On Sunday I was honored to give the address at the 45th Annual Dick Dowling Statue Ceremony in Houston. It was a fine time, full of good cheer and warmth despite the rain (which I understand to be traditional to the ceremony, as well).
I had the opportunity to meet several descendants of both Dick Dowling and John Thomas Browne, the former Houston mayor and veteran who inaugurated the tradition of cleaning the statue every St. Patrick’s Day back in 1905. I would like to thank my hosts, the Miggins family, for the warm welcome I received and for the many years of work they’ve put into this project. Houston and Texas owe them a great deal.
Descendants of Dick Dowling gather for the placement of a memorial wreath.
Larry Miggins, founder of the annual statue ceremony, reflects on his tenure. Color guard from the John Bell Hood SCV Camp of Galveston.
Sunday’s ceremony, like the city’s St. Patrick’s Day parade on Saturday, was dedicated to four Houston firefighters — Matthew Renaud, Robert Bebee, Robert Garner and Anne Sullivan — who lost their lives last year in a tragic event. The ceremony was also dedicated to Houston Fire Captain William Dowling, who was severely injured at the same time but survived. Captain Dowling, I understand, is a distant relation to Dick Dowling, which would not be a surprise, given the long family ties to HFD. Dick Dowling was one of the original members of Houston Fire Company No. 1, organized in April 1858. And it was Mayor “Honest John” Browne who, in 1895, oversaw the transition for the fire department from a volunteer force to a professional, paid city fire department.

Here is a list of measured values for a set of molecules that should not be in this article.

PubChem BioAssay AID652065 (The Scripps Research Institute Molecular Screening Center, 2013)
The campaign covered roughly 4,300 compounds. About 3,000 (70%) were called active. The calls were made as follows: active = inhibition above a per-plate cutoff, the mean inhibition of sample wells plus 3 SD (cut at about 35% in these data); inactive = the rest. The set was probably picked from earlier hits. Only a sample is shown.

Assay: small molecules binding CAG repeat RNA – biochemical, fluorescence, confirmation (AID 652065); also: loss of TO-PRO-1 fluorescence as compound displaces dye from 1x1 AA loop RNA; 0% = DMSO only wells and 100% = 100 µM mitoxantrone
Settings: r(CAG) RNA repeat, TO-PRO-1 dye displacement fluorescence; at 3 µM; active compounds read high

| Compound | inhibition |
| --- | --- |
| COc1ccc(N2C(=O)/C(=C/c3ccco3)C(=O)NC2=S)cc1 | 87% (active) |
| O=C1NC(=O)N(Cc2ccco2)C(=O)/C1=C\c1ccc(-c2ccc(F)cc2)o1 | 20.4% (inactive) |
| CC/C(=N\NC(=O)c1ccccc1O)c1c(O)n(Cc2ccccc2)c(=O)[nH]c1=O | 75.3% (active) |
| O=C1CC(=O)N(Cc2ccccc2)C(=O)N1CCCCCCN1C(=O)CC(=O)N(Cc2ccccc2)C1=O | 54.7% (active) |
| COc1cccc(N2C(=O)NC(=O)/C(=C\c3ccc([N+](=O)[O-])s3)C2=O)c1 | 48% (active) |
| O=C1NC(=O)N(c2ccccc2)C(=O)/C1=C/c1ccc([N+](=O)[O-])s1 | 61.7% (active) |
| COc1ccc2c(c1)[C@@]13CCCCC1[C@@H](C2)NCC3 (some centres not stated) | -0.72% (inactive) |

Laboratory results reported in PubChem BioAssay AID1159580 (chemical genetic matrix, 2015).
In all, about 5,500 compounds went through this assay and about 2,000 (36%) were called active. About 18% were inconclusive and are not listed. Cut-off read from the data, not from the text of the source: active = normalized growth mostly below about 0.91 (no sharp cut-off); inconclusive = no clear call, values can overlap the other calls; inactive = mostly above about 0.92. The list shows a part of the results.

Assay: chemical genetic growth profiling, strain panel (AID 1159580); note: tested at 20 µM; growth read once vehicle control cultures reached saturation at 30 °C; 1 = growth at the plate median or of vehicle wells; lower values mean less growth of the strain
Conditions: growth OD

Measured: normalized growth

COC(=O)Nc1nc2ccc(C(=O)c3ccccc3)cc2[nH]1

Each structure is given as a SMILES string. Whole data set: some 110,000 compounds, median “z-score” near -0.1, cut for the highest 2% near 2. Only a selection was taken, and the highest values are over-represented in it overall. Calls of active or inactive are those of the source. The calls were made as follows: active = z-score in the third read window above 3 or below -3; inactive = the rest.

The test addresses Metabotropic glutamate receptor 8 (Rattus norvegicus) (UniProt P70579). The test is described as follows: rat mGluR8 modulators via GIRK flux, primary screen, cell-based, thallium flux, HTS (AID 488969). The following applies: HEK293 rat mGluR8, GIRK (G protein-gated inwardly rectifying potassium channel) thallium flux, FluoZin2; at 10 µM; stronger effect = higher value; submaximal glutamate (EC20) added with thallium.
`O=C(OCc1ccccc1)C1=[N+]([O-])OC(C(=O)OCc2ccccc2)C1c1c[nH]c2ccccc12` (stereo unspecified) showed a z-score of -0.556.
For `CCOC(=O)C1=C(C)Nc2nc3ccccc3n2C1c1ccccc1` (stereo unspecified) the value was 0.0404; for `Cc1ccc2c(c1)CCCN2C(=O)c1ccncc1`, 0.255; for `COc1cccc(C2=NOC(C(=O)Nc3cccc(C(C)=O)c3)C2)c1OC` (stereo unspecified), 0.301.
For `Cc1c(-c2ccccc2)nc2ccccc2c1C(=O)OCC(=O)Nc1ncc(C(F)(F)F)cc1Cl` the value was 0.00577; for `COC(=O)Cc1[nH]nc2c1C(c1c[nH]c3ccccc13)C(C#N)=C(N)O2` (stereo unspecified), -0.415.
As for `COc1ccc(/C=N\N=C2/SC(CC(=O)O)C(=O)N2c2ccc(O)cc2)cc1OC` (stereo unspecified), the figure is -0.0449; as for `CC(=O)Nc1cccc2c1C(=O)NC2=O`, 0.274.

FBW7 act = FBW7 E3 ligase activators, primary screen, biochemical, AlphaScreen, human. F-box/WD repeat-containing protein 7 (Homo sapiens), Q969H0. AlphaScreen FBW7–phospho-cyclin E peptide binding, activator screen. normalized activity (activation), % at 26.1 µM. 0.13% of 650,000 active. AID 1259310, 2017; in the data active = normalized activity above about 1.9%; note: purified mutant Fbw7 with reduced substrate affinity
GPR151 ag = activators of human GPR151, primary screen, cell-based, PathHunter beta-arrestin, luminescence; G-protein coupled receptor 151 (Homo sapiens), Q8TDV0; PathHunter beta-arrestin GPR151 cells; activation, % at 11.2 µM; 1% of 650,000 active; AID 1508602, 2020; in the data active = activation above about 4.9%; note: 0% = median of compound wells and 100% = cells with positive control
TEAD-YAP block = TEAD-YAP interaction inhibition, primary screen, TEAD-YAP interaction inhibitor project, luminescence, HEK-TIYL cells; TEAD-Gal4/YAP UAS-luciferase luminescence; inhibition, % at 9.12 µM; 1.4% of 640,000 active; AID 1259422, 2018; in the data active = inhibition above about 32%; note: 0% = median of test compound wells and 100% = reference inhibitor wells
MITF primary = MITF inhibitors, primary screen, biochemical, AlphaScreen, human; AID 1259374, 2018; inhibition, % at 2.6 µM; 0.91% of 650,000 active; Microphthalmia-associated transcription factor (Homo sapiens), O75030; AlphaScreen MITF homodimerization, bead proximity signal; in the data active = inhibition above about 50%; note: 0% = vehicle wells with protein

Although I had not attended this event previously, I did know that lots of folks attend every year, and probably know Dick Dowling as well as one of their own family. As a result, I decided to pull back the focus of this address a little, and look more broadly to the reaction of Irish immigrant communities to secession and the coming of the war.
Dick Dowling and the Immigrant’s Call to Arms
The story of Irishmen in the American Civil War is one that gets a lot of attention. The fighting withdrawal of the 69th New York at First Manassas, the courage of the Irish Brigade at Sharpsburg and Fredericksburg, and the absolution given by Father Corby on the second day at Gettysburg are all well-known and rightly-revered stories.
The Irish immigrant Union soldier is a fixture, a stereotype, in popular culture, as well. In the film, Gangs of New York, one of Martin Scorsese’s long camera sequences follows a group of young Irish men tramping down the gangplank of their immigrant ship, being forced to make their mark on enlistment papers, being outfitted with a blue uniform and musket, and herded back onto a military transport headed for the South, with little idea of what they’re getting into. (One of the newly-enlisted Union soldiers inquires where they’re going, and when told Tennessee, asks, “where’s that?”) That was not the reality for most men, but it is a popular notion, deeply embedded in the remembrance of the war, and one played up at the time by Southerners, where newspaper editors and fire-eating orators heaped scorn on what they described as Lincoln’s “Hessians.” And then there’s Buster Kilrain, the one fictional character of Michael Shaara’s novel Gettysburg, whose iron determination and quiet advice to Colonel Chamberlain helped save the Union left flank on Little Round Top, in the face of repeated assaults by equally-determined Alabamians. Buster Kilrain is now such a fixture in the mythos of Gettysburg that visitors to the national cemetery there routinely ask staff members for directions to his grave.